You can create the script with vi or any other text editor. Save the script under the filename /etc/init.d/netscape. If the script is called with the start parameter, it will change to the directory where the server is installed and issue a start command. Likewise, if the script is called with the stop parameter, it will change to the directory where the server is installed and issue a stop command.

After you save the script, you need to link it to the /etc/rc2.d directory as both an S and K script. To do so, issue the following commands to create the symbolic links:
$ ln –s /etc/init.d/netscape /etc/rc2.d/S98netscape
$ ln –s /etc/init.d/netscape /etc/rc2.d/K98netscape

After you’ve created the links, you can test the script. You’ll need to run the commands as root. To test a startup, type # /etc/rc2.d/S98netscape start and press [Enter]. If the start script works properly and Netscape fires up, you’ll see output similar to the following:
Netscape-Enterprise/3.6 SP2 B99.113.0837
startup: listening to http://server1.domain.com, port 80 as nobody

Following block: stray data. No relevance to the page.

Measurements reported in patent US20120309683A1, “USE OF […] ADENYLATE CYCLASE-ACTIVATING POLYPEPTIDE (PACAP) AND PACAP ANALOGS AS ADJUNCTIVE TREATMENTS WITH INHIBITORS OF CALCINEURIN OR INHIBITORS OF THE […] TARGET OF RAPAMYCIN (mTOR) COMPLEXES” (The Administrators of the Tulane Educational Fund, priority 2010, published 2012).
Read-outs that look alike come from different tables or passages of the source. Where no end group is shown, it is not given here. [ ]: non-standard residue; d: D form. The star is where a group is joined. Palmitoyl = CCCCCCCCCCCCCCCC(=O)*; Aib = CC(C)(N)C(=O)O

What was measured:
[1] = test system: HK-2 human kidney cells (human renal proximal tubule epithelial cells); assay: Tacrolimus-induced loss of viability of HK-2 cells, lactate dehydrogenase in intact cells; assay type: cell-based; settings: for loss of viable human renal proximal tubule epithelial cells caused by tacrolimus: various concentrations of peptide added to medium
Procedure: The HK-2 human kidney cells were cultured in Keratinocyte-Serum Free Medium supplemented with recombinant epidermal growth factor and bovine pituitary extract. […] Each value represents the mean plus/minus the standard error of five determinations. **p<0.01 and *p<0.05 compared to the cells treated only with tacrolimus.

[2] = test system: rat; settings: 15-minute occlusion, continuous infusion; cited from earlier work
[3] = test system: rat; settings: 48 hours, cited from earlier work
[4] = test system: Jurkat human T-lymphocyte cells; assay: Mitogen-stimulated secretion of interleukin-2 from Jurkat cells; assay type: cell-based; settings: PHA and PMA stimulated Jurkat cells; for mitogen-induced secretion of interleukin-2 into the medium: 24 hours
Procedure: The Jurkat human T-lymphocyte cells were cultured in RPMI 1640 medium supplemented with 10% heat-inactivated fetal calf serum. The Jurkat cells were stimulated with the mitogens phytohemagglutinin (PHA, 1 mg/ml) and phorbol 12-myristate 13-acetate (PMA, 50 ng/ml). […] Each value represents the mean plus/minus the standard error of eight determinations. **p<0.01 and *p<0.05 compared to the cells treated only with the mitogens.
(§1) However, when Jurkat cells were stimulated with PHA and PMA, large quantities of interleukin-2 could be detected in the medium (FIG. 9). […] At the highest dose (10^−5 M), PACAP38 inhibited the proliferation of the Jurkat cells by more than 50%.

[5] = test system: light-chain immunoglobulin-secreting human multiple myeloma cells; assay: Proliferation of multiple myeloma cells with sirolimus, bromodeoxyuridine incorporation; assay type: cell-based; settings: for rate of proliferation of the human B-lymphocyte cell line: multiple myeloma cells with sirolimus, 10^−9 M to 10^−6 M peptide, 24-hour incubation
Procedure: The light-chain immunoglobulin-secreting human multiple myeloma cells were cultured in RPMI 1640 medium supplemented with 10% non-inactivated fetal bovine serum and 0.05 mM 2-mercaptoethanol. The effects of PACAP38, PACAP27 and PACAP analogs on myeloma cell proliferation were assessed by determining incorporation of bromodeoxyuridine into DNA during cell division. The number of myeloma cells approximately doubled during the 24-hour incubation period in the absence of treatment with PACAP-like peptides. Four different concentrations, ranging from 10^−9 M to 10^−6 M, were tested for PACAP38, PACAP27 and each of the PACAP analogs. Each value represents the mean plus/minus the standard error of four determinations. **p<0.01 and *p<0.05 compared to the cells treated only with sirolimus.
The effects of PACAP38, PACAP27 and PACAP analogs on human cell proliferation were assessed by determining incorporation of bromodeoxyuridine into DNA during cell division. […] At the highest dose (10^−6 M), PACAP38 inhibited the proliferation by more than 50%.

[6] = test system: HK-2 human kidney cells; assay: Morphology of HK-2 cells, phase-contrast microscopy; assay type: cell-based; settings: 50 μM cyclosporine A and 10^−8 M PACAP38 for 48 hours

To test the stop script, type # /etc/rc2.d/K98netscape stop and press [Enter]. If the stop script works properly and the Netscape server stops, you’ll see:

A few things to keep in mind about the scripts
That’s all there is to it. You now have a working startup and shutdown script for a Netscape Suitespot server. You can use the logic here to start or stop any program such as database servers and application servers. Keep the following things in mind about scripts as you create them:

  • ·        The script may not require any interaction from the user, since the init process is the user and it issues the command only with the appropriate start or stop parameter.
  • ·        Any output generated by the script will be disregarded by the init process, but will be recorded in the system logs as appropriate. The output generated in the example script is for the times when the script is run interactively.
  • ·        The environment must be set within the script, because there is a minimum environment used by the init process. For example, if there is a need for an environment variable, such as SERVERNAME, to be set, it must be explicitly set in the proper syntax for the shell used. The script /etc/init.d/dhcp shows the setting of a variable.
  • ·        By default, the shell used to run the scripts is the Bourne shell. It can be forced to another shell, as shown by the first line in my example script.
  • ·        All scripting conventions including functions are valid in the start and stop scripts.
  • ·        Scripts should be kept as simple as possible and should not depend on other scripts, which might be altered by other users. If a change is made outside the script, it may cause a failure in system startup.